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Support of a stronger recommendation for coronary artery calcification (CAC) scoring

The U.S. Preventive Services Task Force (USPSTF) recently published a statement that would make it more difficult and expensive to receive the test coronary artery calcium (CAC) score test.

The USPSTF’s draft revision to the “Cardiovascular Disease Risk Assessment with Nontraditional Risk Factors” statement assigns CAC scoring a grade of I, meant to signal that there is insufficient evidence to assess the balance of risks versus benefits. However, this conclusion and recommendation is not supported by the current published data.

You can help change this by sharing how CAC scoring as a nontraditional risk factor test has positively impacted your medical care. 

What is the USPSTF?

The U.S. Preventive Services Task Force (USPSTF) is an independent, volunteer panel that makes recommendations about clinical preventive services such as screening, counseling services and preventive medications. Recommendations are assigned a letter grade corresponding to whether the Task Force feels the evidence is strong enough to recommend the particular test or service to everyone.

  • Grades A and B — assigned to tests or services deemed to have at least a moderate benefit, and thus should be offered to patients.
  • Grade C — assigned when a service is deemed beneficial for a select group of patients. 
  • Grade D — recommended when a test or service is discouraged from being offered. 
  • Grade I — given when the USPSTF concludes that there is insufficient evidence to recommend for or against a particular test or service. 
 
Why are USPSTF recommendations important?

USPSTF recommendations are very important as an assigned grade of A or B mandates that commercial insurance providers offer coverage, as well as reimbursement, for a given screening test. 

The effect of USPSTF recommendations is more complicated when it comes to Medicare. Medicare is required to reimburse for screening tests assigned a grade of A or B. Coverage under Medicare and its various administrative contractors is based on whether screening tests are considered reasonable and necessary, as outlined in National Coverage Determinations (NCDs) and Local Coverage Determinations (LCDs).

 


Data supporting coronary artery calcium (CAC) scoring

USPSTF published a draft revision to “Cardiovascular Disease Risk Assessment with Nontraditional Risk Factors” statement in January 2018, which includes the screening test coronary artery calcium (CAC) scoring. In this draft recommendation, CAC scoring is assigned a grade of I, meant to signal that there is insufficient evidence to assess the balance of risks versus benefits. However, this conclusion and recommendation is not supported by the current published data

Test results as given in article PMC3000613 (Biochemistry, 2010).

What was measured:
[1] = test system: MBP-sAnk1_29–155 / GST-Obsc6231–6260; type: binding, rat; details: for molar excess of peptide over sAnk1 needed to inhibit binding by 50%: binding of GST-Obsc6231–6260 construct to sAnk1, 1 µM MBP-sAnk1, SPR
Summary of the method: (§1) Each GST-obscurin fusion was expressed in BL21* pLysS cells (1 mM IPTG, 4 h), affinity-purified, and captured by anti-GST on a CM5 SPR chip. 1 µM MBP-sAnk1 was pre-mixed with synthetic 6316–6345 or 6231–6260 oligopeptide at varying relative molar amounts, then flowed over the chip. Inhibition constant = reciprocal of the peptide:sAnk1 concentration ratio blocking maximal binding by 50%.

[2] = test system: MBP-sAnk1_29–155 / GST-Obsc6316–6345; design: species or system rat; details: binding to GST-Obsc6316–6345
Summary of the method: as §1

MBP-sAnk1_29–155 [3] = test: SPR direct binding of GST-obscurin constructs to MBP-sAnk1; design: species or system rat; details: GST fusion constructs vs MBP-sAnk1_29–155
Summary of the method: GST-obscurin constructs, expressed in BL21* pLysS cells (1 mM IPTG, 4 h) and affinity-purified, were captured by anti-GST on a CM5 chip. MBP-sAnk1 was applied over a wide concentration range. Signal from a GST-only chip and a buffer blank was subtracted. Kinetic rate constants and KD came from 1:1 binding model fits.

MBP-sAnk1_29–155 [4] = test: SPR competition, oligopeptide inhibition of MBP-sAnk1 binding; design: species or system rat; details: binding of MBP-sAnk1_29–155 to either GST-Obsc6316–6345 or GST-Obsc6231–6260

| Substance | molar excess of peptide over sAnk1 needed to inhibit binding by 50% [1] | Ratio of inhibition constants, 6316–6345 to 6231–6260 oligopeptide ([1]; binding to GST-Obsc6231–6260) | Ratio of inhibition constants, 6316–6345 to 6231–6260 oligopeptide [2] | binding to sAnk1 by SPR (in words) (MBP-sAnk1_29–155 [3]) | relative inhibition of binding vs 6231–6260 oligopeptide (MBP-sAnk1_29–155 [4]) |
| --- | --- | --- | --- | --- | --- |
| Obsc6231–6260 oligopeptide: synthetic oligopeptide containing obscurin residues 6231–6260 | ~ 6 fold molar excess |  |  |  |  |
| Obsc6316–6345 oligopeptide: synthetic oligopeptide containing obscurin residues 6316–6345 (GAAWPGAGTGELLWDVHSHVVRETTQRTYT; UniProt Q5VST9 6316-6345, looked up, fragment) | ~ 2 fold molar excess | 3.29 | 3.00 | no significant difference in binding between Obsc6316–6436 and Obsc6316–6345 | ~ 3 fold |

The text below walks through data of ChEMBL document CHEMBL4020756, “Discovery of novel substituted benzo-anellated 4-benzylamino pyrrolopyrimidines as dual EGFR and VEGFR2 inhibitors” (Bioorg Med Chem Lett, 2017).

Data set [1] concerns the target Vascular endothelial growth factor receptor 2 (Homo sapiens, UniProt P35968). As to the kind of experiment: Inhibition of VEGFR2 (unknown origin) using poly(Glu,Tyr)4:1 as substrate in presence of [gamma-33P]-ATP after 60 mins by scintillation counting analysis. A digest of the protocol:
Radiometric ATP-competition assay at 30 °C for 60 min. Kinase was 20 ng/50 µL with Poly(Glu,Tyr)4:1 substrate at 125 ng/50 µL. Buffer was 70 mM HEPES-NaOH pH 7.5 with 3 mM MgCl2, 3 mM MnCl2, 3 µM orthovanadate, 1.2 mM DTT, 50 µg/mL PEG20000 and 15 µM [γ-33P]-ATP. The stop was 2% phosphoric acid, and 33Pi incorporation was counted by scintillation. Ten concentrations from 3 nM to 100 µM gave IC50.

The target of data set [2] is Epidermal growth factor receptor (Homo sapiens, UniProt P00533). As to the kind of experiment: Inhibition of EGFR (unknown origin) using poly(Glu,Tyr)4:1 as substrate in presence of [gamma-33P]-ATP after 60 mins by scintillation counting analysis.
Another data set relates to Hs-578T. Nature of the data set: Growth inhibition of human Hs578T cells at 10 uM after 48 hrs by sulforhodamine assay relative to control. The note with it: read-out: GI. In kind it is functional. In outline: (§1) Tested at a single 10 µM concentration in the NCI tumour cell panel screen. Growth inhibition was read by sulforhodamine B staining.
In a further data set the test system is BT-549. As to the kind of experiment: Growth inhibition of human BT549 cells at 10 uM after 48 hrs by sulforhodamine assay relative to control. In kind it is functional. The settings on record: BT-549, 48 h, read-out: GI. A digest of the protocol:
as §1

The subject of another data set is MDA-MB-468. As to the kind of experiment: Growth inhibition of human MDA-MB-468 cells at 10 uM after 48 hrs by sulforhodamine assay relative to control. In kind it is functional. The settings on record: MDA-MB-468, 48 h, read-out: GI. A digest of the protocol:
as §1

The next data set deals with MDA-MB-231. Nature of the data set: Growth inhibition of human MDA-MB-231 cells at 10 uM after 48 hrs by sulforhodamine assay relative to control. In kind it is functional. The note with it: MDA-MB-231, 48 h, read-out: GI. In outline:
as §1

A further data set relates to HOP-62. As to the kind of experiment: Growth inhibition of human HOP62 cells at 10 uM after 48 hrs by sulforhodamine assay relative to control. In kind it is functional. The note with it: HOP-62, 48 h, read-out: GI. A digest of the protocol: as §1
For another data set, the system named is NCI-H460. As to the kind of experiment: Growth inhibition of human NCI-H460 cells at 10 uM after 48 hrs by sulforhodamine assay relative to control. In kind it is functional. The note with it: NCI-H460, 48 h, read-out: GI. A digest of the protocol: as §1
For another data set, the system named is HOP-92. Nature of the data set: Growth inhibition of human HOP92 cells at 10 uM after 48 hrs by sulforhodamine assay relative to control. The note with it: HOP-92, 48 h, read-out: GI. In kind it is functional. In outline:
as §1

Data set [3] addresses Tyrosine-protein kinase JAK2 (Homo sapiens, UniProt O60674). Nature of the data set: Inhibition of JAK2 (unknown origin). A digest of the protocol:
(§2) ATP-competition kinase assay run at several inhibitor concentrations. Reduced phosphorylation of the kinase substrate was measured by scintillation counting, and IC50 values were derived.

There are multiple large (several thousand patients), prospective, multi-ethnic studies with long-term follow-up (> 5 and up to 15 years) that have been published over the past 10 - 15 years consistently demonstrating that CAC scoring has the power to identify patients at the highest risk for adverse cardiovascular events, like death, heart attacks and strokes. In addition, CAC scoring is able to “de-risk” patients who have a zero CAC score where traditional risk factors, such as high blood pressure, diabetes, or age, may recommend treating with preventive medications like statins and aspirin. 

All of this prognostic information can be obtained from an inexpensive test (Medicare reimbursement: $59) with minimal radiation exposure (approximately the same as a screening mammogram). Importantly, conventional approaches that employ a clinical risk score, which integrates CAD risk factors into an estimate of 10-year CVD risk, poorly estimate risk in non-white patients, women and younger men. Thus, the improved detection of risk with CAC scanning can significantly improve identification of at-risk patients. 

What can you do to help?

The Society of Cardiovascular Computed Tomography (SCCT) feels strongly that the current medical literature strongly supports a higher grade recommendation (either an A or B). As a result, we encourage all individuals who have had a CAC scan to submit comments to the USPSTF

Your comments can be submitted electronically. The deadline to submit comments is February 12, 2018.

You can use the following sample letter for your comment. We have provided some recommended ways that you can personalize the letter with aspects of your CAC story.

If you would like to become a member of the SCCT patient advocacy committee, email your name and contact information to Claire Johns at cjohns@scct.org.


Sample comment letter

My name is (first and last name) and I am leaving this comment in support of a stronger recommendation for coronary artery calcification (CAC) scoring as a nontraditional risk factor test that positively impacted my medical care. 

CAC scoring has impacted my life.

Aspects of your personal story to consider including in your letter:
1. What is your personal story of how undergoing CAC testing led to a beneficial change in your health? 
2. Why was this test important in your particular scenario?
3. What changes to your medical care (i.e. medication changes) did you and your doctor decide on after your CAC score?
4. What lifestyle changes (i.e. diet, exercise, medication compliance, etc.) have you undertaken and what role did CAC scoring play in that?
5. Do you feel this is a useful test that should be offered to others? 
6. Have other friends/family been positively impacted by CAC scoring?

 

 

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